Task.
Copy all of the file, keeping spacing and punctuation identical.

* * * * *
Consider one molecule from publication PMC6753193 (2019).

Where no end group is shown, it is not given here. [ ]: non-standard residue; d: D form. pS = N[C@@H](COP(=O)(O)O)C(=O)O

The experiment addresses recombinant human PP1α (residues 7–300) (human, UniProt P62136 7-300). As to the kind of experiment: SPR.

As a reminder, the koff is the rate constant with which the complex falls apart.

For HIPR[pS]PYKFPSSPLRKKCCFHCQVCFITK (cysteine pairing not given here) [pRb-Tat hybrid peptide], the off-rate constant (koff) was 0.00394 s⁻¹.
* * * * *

Consider one molecule from publication PMC6753193 (2019).

Where no end group is shown, it is not given here. [ ]: non-standard residue; d: D form. pS = N[C@@H](COP(=O)(O)O)C(=O)O

The experiment addresses recombinant human PP1α (residues 7–300) (human, UniProt P62136 7-300). As to the kind of experiment: SPR.

As a reminder, the koff is the rate constant with which the complex falls apart.

For HIPR[pS]PYKFPSSPLRKKCCFHCQVCFITK (cysteine pairing not given here) [pRb-Tat hybrid peptide], the off-rate constant (koff) was 0.00394 s⁻¹.